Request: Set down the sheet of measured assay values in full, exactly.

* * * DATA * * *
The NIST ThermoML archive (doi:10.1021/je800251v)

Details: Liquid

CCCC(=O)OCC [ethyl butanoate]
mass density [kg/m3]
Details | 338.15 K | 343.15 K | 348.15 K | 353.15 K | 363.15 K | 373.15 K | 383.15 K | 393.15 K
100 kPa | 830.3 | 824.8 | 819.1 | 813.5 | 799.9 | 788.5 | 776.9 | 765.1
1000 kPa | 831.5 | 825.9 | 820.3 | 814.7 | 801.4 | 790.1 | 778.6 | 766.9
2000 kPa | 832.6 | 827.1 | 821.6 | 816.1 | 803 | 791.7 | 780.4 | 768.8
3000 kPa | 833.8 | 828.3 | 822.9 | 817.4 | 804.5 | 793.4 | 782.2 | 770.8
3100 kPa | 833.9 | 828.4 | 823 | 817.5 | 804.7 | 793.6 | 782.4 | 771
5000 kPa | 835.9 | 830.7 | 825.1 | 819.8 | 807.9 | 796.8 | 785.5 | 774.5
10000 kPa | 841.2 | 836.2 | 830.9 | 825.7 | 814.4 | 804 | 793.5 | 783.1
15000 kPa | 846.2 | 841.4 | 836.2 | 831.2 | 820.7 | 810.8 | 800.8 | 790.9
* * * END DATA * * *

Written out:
The NIST ThermoML archive (doi:10.1021/je800251v)

Details: Liquid

CCCC(=O)OCC [ethyl butanoate]
mass density [kg/m3]
Details | 338.15 K | 343.15 K | 348.15 K | 353.15 K | 363.15 K | 373.15 K | 383.15 K | 393.15 K
100 kPa | 830.3 | 824.8 | 819.1 | 813.5 | 799.9 | 788.5 | 776.9 | 765.1
1000 kPa | 831.5 | 825.9 | 820.3 | 814.7 | 801.4 | 790.1 | 778.6 | 766.9
2000 kPa | 832.6 | 827.1 | 821.6 | 816.1 | 803 | 791.7 | 780.4 | 768.8
3000 kPa | 833.8 | 828.3 | 822.9 | 817.4 | 804.5 | 793.4 | 782.2 | 770.8
3100 kPa | 833.9 | 828.4 | 823 | 817.5 | 804.7 | 793.6 | 782.4 | 771
5000 kPa | 835.9 | 830.7 | 825.1 | 819.8 | 807.9 | 796.8 | 785.5 | 774.5
10000 kPa | 841.2 | 836.2 | 830.9 | 825.7 | 814.4 | 804 | 793.5 | 783.1
15000 kPa | 846.2 | 841.4 | 836.2 | 831.2 | 820.7 | 810.8 | 800.8 | 790.9